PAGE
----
It’s easy to forget that people don’t deal with death on a daily basis.
That sounds like an absurd statement, doesn’t it? If you are a mortgage broker, nurse, teacher, or electrician, it wouldn’t sound ridiculous to say “I forget that people don’t deal with loans [illness, learning, or home repair] all the time.” and you wouldn’t sound insensitive. But when you help a few families every day work through the post-death process, it is routine. Every family is different, every death is unique, but the process is the same for each of them. I thought I would take a moment to cover what a funeral home does, and how the process plays out for each family. The one task that a funeral director oversees that would be inordinately cumbersome for a family to take care of is the processing of the death certificate. What will follow is how it works in Washington State, but just about anywhere in the country, it will be a similar variant.
Step 1: Someone dies.
Step 2: The funeral home gets the deceased.
Step 3: The family communicates the death certificate information to the funeral home.
Step 4: The funeral director fills in the deceased person’s biographical information into the death certificate.
Step 5: The funeral home sends the death certificate to the doctor to complete the section on how the person died, and they sign it and send it back to the funeral home.
Step 6: The funeral home signs it and sends it to the county to be filed. The county then sends a “burial transit permit” back to the funeral home.*
Step 7: The funeral home then cremates the person, or takes them to the cemetery for burial.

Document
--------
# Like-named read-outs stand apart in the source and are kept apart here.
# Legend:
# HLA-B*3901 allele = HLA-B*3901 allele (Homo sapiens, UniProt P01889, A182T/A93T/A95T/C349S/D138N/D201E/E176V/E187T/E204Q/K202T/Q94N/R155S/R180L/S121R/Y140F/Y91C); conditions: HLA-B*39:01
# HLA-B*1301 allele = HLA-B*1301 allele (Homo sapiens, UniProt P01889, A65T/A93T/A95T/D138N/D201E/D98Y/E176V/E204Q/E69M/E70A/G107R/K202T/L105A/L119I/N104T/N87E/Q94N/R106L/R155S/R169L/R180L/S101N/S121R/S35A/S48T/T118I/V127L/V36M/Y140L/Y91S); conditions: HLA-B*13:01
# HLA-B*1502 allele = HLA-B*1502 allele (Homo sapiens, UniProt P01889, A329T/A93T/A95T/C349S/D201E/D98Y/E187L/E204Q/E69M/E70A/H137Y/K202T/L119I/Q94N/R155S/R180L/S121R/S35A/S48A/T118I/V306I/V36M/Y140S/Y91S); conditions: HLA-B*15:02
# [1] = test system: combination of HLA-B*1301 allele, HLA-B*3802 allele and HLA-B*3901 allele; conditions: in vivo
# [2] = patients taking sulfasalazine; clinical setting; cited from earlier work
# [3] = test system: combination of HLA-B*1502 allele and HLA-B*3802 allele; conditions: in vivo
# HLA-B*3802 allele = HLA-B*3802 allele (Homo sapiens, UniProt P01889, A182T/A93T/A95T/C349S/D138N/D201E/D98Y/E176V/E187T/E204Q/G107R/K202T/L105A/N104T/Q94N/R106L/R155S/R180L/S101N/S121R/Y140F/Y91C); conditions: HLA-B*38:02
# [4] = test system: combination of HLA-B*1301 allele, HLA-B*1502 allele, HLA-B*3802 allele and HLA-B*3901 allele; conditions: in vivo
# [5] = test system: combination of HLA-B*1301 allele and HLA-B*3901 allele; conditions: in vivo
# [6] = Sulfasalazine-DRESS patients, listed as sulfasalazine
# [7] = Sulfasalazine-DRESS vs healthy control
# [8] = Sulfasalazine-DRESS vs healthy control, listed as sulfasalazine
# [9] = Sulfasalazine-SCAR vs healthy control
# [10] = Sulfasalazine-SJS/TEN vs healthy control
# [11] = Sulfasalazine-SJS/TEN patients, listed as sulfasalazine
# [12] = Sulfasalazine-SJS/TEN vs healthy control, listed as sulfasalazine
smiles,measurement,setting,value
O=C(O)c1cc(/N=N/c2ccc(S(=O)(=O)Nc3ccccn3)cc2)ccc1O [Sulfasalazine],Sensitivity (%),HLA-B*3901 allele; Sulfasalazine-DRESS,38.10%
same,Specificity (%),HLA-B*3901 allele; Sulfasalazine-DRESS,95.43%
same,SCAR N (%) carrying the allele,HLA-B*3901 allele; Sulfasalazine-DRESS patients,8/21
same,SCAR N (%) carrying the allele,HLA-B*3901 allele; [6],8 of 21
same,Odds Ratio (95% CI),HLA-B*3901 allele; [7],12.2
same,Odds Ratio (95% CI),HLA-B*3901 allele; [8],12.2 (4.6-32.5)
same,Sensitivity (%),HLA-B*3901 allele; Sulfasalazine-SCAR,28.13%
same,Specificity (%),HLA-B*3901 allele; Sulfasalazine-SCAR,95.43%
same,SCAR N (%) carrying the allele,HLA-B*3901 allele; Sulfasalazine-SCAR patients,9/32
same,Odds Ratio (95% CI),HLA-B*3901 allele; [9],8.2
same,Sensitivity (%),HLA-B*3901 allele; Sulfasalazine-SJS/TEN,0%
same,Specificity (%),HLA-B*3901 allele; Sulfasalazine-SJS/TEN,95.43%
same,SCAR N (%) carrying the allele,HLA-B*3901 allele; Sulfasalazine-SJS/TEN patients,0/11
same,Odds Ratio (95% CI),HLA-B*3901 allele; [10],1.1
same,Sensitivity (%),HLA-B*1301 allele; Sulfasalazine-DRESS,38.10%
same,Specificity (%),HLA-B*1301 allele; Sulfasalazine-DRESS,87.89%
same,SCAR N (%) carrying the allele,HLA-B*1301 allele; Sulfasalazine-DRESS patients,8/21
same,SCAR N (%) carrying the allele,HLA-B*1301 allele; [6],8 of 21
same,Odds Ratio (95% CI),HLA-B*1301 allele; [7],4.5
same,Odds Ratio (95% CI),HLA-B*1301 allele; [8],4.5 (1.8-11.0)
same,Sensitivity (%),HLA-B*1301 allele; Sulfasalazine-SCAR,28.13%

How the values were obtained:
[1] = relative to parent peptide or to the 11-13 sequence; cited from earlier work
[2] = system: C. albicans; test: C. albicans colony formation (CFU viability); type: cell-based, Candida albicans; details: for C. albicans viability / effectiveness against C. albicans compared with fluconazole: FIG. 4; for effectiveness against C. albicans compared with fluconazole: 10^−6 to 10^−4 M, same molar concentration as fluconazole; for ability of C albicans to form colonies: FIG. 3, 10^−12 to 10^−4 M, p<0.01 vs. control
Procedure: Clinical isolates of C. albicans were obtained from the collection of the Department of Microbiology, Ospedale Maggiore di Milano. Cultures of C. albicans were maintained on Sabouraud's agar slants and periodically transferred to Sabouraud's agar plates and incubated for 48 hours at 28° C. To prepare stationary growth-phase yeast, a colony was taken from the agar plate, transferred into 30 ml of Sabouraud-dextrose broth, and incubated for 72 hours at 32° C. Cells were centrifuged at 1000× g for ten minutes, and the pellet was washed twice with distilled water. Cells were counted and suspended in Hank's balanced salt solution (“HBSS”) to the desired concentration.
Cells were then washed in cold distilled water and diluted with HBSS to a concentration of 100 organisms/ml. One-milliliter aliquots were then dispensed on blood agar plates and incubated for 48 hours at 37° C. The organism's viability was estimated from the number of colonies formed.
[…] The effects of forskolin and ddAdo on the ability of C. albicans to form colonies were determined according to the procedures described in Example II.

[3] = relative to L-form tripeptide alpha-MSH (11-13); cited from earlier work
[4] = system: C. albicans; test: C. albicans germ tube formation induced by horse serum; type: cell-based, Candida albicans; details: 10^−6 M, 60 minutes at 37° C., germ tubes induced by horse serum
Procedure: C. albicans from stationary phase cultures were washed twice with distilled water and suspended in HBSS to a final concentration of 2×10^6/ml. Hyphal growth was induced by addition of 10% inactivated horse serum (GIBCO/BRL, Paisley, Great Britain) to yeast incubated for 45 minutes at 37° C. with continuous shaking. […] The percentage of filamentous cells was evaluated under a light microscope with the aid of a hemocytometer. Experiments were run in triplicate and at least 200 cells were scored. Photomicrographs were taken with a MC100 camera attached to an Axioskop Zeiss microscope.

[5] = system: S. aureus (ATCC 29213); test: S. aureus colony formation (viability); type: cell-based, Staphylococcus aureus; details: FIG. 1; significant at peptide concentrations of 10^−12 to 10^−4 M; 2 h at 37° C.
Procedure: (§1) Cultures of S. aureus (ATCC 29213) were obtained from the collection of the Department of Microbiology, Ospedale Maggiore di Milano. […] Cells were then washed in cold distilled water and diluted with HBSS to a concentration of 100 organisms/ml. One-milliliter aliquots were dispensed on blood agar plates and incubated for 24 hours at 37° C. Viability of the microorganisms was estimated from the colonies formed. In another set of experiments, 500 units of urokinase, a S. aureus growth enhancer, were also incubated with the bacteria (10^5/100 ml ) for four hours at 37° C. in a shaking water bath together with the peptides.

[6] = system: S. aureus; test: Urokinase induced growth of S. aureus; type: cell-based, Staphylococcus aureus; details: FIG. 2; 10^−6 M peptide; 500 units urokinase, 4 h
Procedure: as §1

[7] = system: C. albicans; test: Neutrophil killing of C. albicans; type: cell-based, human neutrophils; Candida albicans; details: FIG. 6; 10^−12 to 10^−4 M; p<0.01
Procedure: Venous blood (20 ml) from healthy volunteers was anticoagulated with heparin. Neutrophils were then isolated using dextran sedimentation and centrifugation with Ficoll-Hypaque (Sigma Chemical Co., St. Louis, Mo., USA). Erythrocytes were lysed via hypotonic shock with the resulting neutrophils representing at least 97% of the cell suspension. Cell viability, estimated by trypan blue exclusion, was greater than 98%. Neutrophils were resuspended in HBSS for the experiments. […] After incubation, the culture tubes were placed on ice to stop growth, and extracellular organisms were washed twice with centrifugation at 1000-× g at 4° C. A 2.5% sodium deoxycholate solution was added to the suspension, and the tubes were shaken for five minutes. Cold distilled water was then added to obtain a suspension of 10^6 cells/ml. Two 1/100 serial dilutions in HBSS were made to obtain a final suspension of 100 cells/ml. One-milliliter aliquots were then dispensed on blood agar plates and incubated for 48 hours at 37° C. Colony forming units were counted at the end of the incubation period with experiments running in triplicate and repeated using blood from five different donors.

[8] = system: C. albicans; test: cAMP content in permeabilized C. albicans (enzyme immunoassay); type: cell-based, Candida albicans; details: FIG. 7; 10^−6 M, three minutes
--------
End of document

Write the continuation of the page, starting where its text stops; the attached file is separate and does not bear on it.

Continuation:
To simplify this even further, here are the people in this process – The funeral director, the doctor, the county. Of these three, there’s only one that the family faces, and that’s the funeral director. Often times, when there is a dramatic delay in the death certificates, or a cremation, it is the funeral director that gets the full brunt of the family’s wrath. It stands to reason then, that the funeral director has a real incentive to get her death certificates quickly. The other two in the equation don’t have to answer to the pissed off family at 8:00 on a Saturday when they don’t have the keys to a bank account.
Here’s how you can tell what’s holding up a death certificate:
If the cremation hasn’t happened and it’s taking too long, you can pretty much count on the fact that the doctor, hospital, or medical professional has either dropped the ball, or didn’t know that there was a ball in play. The funeral home and medical examiners don’t like dead people with question marks hanging over them – it’s inconvenient.
If you have your cremated loved one back in your arms, or they have been buried at your favorite cemetery, there are two potential reasons you don’t have death certificates.
1. Your funeral director has screwed up and hasn’t ordered them.
2. The county didn’t get/hasn’t processed the order.
Truthfully, number one is more likely – though, as a funeral home owner and funeral director it pains me to say that. Even though it is frequently a funeral director issue, I have seen the county fail on this one from time to time, so if the director gives you this excuse, there may be validity to it.
None of this changes the fact that it doesn’t matter who screwed up, or when they did it, you need death certificates to do anything after someone dies. If death certificates are taking longer than you think is reasonable, ask yourself “Has it been more than two weeks since the arrangement with the funeral home?” The arrangement – not the death. If so, there’s something that is broken in the process. If it hasn’t been two weeks, a simple polite call may be in order to see where they are in process. If it is more than two weeks, refer to the above and see where there was a breakdown.
Remember this little tidbit though: NO ONE in the process has one iota of motivation to hold up a death certificate. The slower they are, the bigger the pain it is to deal with – for everyone. Whatever the reason, you can be pretty certain that there is nothing intentional behind the delay.
* A burial transit permit is the permit that accompanies the body to its place of “final disposition.” Final disposition is either a crematory or a grave at a cemetery.